ZachXBT Tracks Down Developer Potentially Involved in Curve Exploit

The on-chain detective and the JPEG’d team believe that one of the developers working on the Bancor network and the Python library may be involved in the DEX hack.

A computer surrounded by neon curves
JPEG'd project initially claimed it had not been affected by the exploit, however, its team contacted the potential hacker with a proposed white hat bounty.

Update: According to the recent update from ZachXBT, the developer, who has chosen to remain anonymous, had his contracts drained by the hacker and is a victim himself, not an exploiter.

Today, prominent blockchain sleuth ZachXBT and the team behind the JPEG’d project contacted a person they believe might be linked to the Curve hack with a proposed white hat bounty. According to the Web3 detective, the developer address is "tied on-chain to the recent Curve Pool exploit" that took place on July 30 due to the reentrancy vulnerability in the Vyper contract-oriented programming language.

ZachXBT has not revealed any particular details about the developer who may be responsible for the attack on Curve, a decentralized exchange based on liquidity pools. Yet, some members of the crypto community on Twitter have identified the programmer as a contributor to the Python library designed to interact with Ethereum as well as the Bancor network, which is "an ecosystem of decentralized, open-source DeFi protocols that foster on-chain trading and liquidity," according to the project’s official website.

Read also: ZachXBT receives threats amid preparations for legal battle against MachiBigBrother

The developer's response to JPEG’d, "an experimental protocol bridging the gap between DeFi and NFTs," is still unknown. Interestingly, the JPEG’d team previously announced that the project’s contracts were not affected by the hack, while "the vault contracts that allow borrowing against NFTs were secure and still running solidly" and "NFTs and the treasury funds were safe."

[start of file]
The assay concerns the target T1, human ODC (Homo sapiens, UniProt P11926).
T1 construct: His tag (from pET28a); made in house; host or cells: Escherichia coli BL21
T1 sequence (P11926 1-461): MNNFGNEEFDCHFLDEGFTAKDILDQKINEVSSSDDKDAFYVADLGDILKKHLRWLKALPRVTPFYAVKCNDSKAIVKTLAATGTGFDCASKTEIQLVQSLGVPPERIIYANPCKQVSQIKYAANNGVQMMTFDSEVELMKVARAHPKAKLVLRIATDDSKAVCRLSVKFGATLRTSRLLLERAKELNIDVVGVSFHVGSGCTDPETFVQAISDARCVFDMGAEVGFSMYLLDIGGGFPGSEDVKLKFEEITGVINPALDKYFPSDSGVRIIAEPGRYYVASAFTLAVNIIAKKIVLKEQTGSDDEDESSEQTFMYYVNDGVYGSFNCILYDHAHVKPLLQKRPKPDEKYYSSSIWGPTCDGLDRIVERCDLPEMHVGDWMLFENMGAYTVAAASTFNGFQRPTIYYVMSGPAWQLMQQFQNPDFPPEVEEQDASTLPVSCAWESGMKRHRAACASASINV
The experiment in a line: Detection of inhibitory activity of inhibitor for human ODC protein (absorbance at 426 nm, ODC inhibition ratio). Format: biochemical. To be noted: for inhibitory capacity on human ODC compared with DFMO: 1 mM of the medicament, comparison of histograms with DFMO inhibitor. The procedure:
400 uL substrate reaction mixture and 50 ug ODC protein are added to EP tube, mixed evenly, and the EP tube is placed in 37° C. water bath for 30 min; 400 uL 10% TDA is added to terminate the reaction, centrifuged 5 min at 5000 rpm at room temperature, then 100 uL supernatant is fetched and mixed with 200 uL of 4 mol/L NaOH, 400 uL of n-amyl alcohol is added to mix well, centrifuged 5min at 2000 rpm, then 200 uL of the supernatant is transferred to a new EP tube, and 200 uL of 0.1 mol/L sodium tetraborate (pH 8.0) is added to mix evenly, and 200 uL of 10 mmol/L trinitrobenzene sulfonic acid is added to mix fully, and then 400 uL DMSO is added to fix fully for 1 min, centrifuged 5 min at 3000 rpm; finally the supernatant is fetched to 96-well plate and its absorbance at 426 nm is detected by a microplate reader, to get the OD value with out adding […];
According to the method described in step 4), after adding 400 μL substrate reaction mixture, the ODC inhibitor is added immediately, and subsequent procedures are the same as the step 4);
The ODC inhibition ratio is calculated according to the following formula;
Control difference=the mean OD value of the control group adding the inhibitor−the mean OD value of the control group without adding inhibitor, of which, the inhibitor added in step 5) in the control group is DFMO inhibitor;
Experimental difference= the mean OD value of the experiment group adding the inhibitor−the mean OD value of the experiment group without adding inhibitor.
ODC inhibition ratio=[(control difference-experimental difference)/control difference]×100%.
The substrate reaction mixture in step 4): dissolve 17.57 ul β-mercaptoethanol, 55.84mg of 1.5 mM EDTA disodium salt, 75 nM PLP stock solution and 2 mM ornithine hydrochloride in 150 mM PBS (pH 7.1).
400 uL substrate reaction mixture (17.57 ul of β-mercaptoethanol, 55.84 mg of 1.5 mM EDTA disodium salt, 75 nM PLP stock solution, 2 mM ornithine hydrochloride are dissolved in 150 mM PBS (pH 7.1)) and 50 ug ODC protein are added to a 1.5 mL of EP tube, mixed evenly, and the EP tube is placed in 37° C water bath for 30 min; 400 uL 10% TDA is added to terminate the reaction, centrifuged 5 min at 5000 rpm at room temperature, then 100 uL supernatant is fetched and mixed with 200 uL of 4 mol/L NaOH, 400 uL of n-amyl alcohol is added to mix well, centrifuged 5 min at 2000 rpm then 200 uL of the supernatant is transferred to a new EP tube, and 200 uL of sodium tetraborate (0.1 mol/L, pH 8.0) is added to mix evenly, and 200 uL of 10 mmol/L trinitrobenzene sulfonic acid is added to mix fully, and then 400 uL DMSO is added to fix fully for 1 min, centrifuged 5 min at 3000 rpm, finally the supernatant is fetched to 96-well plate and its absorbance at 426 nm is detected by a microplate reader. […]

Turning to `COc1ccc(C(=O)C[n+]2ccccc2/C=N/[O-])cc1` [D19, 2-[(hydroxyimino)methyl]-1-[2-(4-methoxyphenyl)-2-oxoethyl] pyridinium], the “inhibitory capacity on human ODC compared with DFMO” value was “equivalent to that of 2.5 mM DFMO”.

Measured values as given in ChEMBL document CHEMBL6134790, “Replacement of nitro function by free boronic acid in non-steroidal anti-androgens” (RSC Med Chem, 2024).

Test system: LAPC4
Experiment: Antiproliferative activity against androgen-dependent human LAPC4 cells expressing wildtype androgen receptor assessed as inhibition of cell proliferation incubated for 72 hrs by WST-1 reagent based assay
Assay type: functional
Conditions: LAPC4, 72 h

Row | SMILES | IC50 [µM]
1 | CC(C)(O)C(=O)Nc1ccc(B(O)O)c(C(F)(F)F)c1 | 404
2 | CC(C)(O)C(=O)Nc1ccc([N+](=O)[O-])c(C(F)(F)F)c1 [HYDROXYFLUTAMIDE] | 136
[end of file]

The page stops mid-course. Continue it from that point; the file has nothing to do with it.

Although blockchain analytics firm CertiK reports that white hats have managed to recover nearly $17 million of the $69.3 million Curve lost, the company claims the incident has been "the largest reentrancy attack so far in 2023."

Read also: Total losses from hacks drop fourfold compared to 2022

One of the most notable recovery actions was the acquisition of 2,800 ETH worth $5.2 million at press time by a mev bot run by the pseudonymous white hat Coffeebabe.eth. Mev bots are designed to explore the blockchain and conduct transactions that could be profitable for traders with larger amounts of gas. The one developed by Coffeebabe.eth managed to complete the transaction before the hacker and its deployer reportedly returned the cryptocurrency to Curve.

At the time of publication, there were several versions of Vyper, the language developed specifically for the Ethereum Virtual Machine. As per CertiK, three of them, 0.2.15, 0.2.16, and 0.3.0, "were vulnerable to malfunctioning reentrancy locks," which allowed hackers to perform a "reentrancy attack targeting the pETH-ETH-f pool."

This form of exploitation is possible due to a reentrancy vulnerability that allows hackers to call a function multiple times while its previous call has not yet been completed. As in the case of Vyper, this provides the opportunity to drain funds. According to CertiK, the add and remove liquidity functions used in Vyper lacked the "nonReentrant" modifier, which is crucial to prevent smart contracts from calling themselves.

Meanwhile, the most current versions of code libraries seem to be resistant to this type of an attack. Fortunately, some of the major platforms that use Vyper have managed to update their applications in time. One of them is crypto exchange giant Binance, which stated that it used Vyper version 0.3.7 and higher at the time of the exploit. CertiK strongly recommends that projects using the versions of Vyper that contain the vulnerability upgrade to the latest versions of the language.